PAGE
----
English Literature, Considered as an Interpreter of English History eBook

Henry Coppée
This eBook from the Gutenberg Project consists of approximately 540 pages of information about English Literature, Considered as an Interpreter of English History.


If Moore was, in the opinion of his age, an Irish prodigy, Burns is, for all time, a Scottish marvel.  The one was polished and musical, but artificial and insidiously immoral; the other homely and simple, but powerful and effective to men of all classes in society.  The one was the poet of the aristocracy; the other the genius whose sympathies were with the poor.  One was most at home in the palaces of the great; and the other, in the rude Ayrshire cottage, or in the little sitting-room of the landlord in company with Souter John and Tam O’Shanter.  As to most of his poems, Burns was really of no distinct school, but seems to stand alone, the creature of circumstance rather than of the age, in an unnatural and false position, compared by himself to the daisy he uprooted with his ploughshare: 

Even thou who mourn’st the daisy’s fate,
That fate is thine—­no distant date;
Stern Ruin’s ploughshare drives elate,
Full on thy bloom,
Till crushed beneath the furrow’s weight
Shall be thy doom!

His life was uneventful.  He was the son of a very poor man who was gardener to a gentleman at Ayr.  He was born in Alloway on the 25th of January, 1759.  His early education was scanty; but he read with avidity the few books on which he could lay his hands, among which he particularly mentions, in his short autobiography, The Spectator, the poems of Pope, and the writings of Sterne and Thomson.  But the work which he was to do needed not even that training:  he drew his simple subjects from surrounding nature, and his ideas came from his heart rather than his head.  Like Moore, he found the old tunes or airs of the country, and set them to new words—­words full of sentiment and sense.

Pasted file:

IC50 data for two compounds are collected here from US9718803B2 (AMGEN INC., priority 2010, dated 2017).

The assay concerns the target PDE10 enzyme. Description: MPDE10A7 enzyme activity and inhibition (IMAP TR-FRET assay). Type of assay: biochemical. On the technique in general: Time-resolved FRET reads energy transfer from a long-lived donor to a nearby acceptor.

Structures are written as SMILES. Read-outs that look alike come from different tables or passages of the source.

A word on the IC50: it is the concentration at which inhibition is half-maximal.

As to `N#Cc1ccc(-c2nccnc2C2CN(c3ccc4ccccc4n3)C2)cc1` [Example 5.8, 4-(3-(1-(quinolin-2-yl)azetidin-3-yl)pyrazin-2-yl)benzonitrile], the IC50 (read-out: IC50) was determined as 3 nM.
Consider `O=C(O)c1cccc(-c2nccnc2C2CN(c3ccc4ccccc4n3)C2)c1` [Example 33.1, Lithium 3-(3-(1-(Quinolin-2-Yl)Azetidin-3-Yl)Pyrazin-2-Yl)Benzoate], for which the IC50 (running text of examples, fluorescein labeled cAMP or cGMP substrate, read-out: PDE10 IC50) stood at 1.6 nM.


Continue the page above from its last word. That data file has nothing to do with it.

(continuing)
HIS POEMS.—­Most of his poems are quite short, and of the kind called fugitive, except that they will not fly away. The Cotter’s Saturday Night is for men of all creeds, a pastoral full of divine philosophy.  His Address to the Deil is a tender thought even for the Prince of Darkness, whom, says Carlyle, his kind nature could not hate with right orthodoxy.  His poems on The Louse, The Field-Mouse’s Nest, and The Mountain Daisy, are homely meditations and moral lessons, and contain counsels for all hearts.  In The Twa Dogs he contrasts, in fable, the relative happiness of rich and poor.  In the beautiful song

    Ye banks and braes of bonnie Doun,

he expresses that hearty sympathy with nature which is one of the most attractive features of his character.  His Bruce’s Address stirs the blood, and makes one start up into an attitude of martial advance.  But his most famous poem—­drama, comedy, epic, and pastoral—­is Tam o’ Shanter:  it is a universal favorite; and few travellers leave Scotland without standing at the window of “Alloway’s auld haunted kirk,” walking over the road upon which Meg galloped, pausing

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